Newspaper article The Florida Times Union

Running on Empty Waltrip's Final Ride at Daytona Speedway Probably Won't Be Any Cause for Celebration

Newspaper article The Florida Times Union

Running on Empty Waltrip's Final Ride at Daytona Speedway Probably Won't Be Any Cause for Celebration

Article excerpt

DAYTONA BEACH -- One of the hardest weekends of Darrell Waltrip's racing career was the first time he came to the Daytona International Speedway.

His final appearance as a driver at the famed 2.5-mile raceway at the Pepsi 400 this Saturday won't be any easier. In many ways, it may be tougher now than ever.

Waltrip was 19 when he unloaded a 1958 Ford for his first race on any racetrack bigger than the half-mile circuit in Nashville. He had to work on his car around the clock for a week to get it through inspection for a Sportsman Series race that served as a warmup act to the Daytona 500.

When he unloads his 2000 Ford for the beginning of practice and qualifying tomorrow, his biggest problem won't be the NASCAR inspectors. It will be on the racetrack.

The Pepsi 400 is the unofficial start of the second half of the NASCAR Winston Cup Series season. It marks the beginning of the end for Waltrip, who after 29 years in Winston Cup, will climb out of his race car and join the racing broadcast crew for Fox Sports next year.

His so-called "Victory Tour" has not provided the man who's tied for third on the all-time victories list the kind of bang he hoped. There have been no victories, no close calls and little more than pity for a driver whose biggest struggle is to simply make the starting lineup each week.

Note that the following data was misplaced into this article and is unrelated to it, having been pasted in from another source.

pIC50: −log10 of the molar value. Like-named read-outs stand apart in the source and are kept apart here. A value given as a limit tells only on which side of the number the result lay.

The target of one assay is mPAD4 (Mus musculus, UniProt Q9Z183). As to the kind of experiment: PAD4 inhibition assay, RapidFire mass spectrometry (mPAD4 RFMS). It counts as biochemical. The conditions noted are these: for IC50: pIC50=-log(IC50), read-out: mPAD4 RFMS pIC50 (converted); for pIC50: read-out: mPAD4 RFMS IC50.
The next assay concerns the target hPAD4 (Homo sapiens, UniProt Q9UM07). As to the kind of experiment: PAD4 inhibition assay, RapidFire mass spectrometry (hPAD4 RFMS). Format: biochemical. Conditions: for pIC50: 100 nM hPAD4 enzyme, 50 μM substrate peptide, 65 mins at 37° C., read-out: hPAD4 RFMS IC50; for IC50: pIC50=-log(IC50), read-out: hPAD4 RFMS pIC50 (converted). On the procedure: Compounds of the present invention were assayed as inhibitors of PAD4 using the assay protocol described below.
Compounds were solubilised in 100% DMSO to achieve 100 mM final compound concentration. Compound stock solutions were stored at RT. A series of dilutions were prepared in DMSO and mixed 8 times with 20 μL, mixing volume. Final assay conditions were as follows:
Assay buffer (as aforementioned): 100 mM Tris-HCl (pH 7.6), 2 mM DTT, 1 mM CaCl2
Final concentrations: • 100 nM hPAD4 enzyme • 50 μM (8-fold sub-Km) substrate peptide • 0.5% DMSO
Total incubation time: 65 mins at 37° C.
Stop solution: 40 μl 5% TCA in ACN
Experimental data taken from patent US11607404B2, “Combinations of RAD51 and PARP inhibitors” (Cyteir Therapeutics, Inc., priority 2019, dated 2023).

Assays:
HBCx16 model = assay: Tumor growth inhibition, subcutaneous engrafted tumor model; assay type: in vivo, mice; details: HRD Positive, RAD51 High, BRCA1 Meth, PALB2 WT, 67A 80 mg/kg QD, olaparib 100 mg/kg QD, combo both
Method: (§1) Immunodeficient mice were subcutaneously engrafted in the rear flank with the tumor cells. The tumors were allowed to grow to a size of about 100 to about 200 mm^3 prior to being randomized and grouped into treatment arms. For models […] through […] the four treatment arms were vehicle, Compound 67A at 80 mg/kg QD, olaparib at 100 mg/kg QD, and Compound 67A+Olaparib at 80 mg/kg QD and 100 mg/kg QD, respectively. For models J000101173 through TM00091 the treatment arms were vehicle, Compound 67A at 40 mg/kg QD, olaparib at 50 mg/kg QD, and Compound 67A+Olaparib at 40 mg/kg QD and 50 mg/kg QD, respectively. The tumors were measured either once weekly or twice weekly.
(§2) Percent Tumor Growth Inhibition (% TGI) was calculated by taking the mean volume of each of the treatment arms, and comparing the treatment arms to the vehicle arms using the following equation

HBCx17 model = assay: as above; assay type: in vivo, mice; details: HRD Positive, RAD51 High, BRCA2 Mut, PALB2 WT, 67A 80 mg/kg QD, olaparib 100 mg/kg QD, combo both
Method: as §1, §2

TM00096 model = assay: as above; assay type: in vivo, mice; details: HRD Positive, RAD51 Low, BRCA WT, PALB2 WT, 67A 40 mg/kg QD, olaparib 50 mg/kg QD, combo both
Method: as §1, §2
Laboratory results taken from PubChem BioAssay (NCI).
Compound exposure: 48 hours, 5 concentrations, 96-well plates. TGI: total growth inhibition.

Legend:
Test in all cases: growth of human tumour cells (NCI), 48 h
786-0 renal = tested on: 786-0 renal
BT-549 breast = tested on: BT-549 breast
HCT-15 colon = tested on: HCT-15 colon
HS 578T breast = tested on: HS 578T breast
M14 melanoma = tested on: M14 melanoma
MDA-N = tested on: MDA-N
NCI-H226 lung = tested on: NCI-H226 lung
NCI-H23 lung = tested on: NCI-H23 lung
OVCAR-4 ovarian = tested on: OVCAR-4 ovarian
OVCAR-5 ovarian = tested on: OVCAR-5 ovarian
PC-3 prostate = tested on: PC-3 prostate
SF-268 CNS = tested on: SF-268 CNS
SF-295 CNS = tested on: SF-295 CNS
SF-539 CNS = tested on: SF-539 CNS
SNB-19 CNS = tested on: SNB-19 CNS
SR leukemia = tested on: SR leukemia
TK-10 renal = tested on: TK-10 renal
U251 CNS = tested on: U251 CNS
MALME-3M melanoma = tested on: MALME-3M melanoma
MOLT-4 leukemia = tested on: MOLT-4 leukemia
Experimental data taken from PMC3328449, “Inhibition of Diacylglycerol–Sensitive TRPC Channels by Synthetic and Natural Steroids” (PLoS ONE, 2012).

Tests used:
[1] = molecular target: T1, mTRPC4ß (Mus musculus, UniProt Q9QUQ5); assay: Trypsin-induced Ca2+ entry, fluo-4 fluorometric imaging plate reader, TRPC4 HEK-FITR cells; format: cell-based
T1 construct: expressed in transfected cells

In the first 16 races of his final campaign, Waltrip has had to use a provisional exemption five times just to make the field. Once he ran out of his allotment of exemptions on April 16, he missed three of the next six races because he wasn't fast enough to be included in the 43-car field. And after failing to qualify a fourth time, he bought his way into the Coca-Cola 600 at the Lowe's Motor Speedway near Charlotte, N.C., by starting a car that originally was qualified by Carl Long.

Perhaps Daytona, a track that always will be special in Waltrip's career, will be the elixir he needs to jump-start a home-stretch drive to retirement.

"Of all the places we go, I have more good memories, bad memories, fun memories, sad memories of that place," Waltrip said. "The only place I ever got hurt was there. It took me 17 years to win the Daytona 500 there. There are so many things. That was the first time I had ever been to a big track. I had never been anywhere like that."

Daytona and its sister track at Talladega, Ala., are the two fastest speedways on the stock car series. Both require the use of a restrictor plate under the carburetor to reduce the amount of gas and air into the engine, limiting speeds by more than 30 mph for safety reasons.

Waltrip has struggled all year with the restrictor-plate races. He had to utilize provisional exemptions at the season-opening Daytona 500 and again at the DieHard 500 at Talladega. The 54-year-old driver has just earned an extra provisional -- each driver is given a new provisional every eight races -- for the future, and that exemption may he used at his Daytona swan song. …

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